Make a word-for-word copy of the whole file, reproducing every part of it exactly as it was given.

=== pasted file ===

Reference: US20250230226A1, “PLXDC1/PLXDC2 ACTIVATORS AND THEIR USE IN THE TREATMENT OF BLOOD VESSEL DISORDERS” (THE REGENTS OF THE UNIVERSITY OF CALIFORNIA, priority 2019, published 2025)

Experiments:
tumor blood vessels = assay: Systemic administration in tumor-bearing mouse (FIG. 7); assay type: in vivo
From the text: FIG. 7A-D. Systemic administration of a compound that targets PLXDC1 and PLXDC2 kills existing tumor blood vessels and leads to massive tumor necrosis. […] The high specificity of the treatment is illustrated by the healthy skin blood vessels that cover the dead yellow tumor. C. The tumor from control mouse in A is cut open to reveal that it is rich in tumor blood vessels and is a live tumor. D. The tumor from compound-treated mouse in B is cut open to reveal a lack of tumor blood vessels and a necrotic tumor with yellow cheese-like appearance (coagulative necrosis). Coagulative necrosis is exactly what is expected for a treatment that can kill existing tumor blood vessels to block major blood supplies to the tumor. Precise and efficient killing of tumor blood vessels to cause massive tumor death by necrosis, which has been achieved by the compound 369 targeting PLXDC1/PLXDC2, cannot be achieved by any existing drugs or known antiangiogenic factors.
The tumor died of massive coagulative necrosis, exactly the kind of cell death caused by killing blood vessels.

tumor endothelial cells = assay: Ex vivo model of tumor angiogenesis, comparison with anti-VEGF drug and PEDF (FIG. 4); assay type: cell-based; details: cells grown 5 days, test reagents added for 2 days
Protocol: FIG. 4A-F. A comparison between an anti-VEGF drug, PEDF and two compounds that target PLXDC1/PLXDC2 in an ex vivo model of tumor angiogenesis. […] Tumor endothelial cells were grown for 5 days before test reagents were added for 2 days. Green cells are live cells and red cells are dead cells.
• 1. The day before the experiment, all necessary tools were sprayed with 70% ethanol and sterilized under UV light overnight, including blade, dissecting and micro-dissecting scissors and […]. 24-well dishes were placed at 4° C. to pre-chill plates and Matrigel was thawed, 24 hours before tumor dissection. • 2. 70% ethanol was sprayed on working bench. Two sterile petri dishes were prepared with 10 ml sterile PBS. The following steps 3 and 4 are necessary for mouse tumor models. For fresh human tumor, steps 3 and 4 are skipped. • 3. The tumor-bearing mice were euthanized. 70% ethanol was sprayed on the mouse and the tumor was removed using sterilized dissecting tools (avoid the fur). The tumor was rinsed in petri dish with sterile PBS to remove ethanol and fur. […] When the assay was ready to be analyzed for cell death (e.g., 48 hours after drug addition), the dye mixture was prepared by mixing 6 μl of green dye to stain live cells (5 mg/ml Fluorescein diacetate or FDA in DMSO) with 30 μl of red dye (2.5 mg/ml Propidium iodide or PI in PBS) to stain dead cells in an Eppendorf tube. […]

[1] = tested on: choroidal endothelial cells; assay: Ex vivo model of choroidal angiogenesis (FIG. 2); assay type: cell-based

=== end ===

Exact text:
Reference: US20250230226A1, “PLXDC1/PLXDC2 ACTIVATORS AND THEIR USE IN THE TREATMENT OF BLOOD VESSEL DISORDERS” (THE REGENTS OF THE UNIVERSITY OF CALIFORNIA, priority 2019, published 2025)

Experiments:
tumor blood vessels = assay: Systemic administration in tumor-bearing mouse (FIG. 7); assay type: in vivo
From the text: FIG. 7A-D. Systemic administration of a compound that targets PLXDC1 and PLXDC2 kills existing tumor blood vessels and leads to massive tumor necrosis. […] The high specificity of the treatment is illustrated by the healthy skin blood vessels that cover the dead yellow tumor. C. The tumor from control mouse in A is cut open to reveal that it is rich in tumor blood vessels and is a live tumor. D. The tumor from compound-treated mouse in B is cut open to reveal a lack of tumor blood vessels and a necrotic tumor with yellow cheese-like appearance (coagulative necrosis). Coagulative necrosis is exactly what is expected for a treatment that can kill existing tumor blood vessels to block major blood supplies to the tumor. Precise and efficient killing of tumor blood vessels to cause massive tumor death by necrosis, which has been achieved by the compound 369 targeting PLXDC1/PLXDC2, cannot be achieved by any existing drugs or known antiangiogenic factors.
The tumor died of massive coagulative necrosis, exactly the kind of cell death caused by killing blood vessels.

tumor endothelial cells = assay: Ex vivo model of tumor angiogenesis, comparison with anti-VEGF drug and PEDF (FIG. 4); assay type: cell-based; details: cells grown 5 days, test reagents added for 2 days
Protocol: FIG. 4A-F. A comparison between an anti-VEGF drug, PEDF and two compounds that target PLXDC1/PLXDC2 in an ex vivo model of tumor angiogenesis. […] Tumor endothelial cells were grown for 5 days before test reagents were added for 2 days. Green cells are live cells and red cells are dead cells.
• 1. The day before the experiment, all necessary tools were sprayed with 70% ethanol and sterilized under UV light overnight, including blade, dissecting and micro-dissecting scissors and […]. 24-well dishes were placed at 4° C. to pre-chill plates and Matrigel was thawed, 24 hours before tumor dissection. • 2. 70% ethanol was sprayed on working bench. Two sterile petri dishes were prepared with 10 ml sterile PBS. The following steps 3 and 4 are necessary for mouse tumor models. For fresh human tumor, steps 3 and 4 are skipped. • 3. The tumor-bearing mice were euthanized. 70% ethanol was sprayed on the mouse and the tumor was removed using sterilized dissecting tools (avoid the fur). The tumor was rinsed in petri dish with sterile PBS to remove ethanol and fur. […] When the assay was ready to be analyzed for cell death (e.g., 48 hours after drug addition), the dye mixture was prepared by mixing 6 μl of green dye to stain live cells (5 mg/ml Fluorescein diacetate or FDA in DMSO) with 30 μl of red dye (2.5 mg/ml Propidium iodide or PI in PBS) to stain dead cells in an Eppendorf tube. […]

[1] = tested on: choroidal endothelial cells; assay: Ex vivo model of choroidal angiogenesis (FIG. 2); assay type: cell-based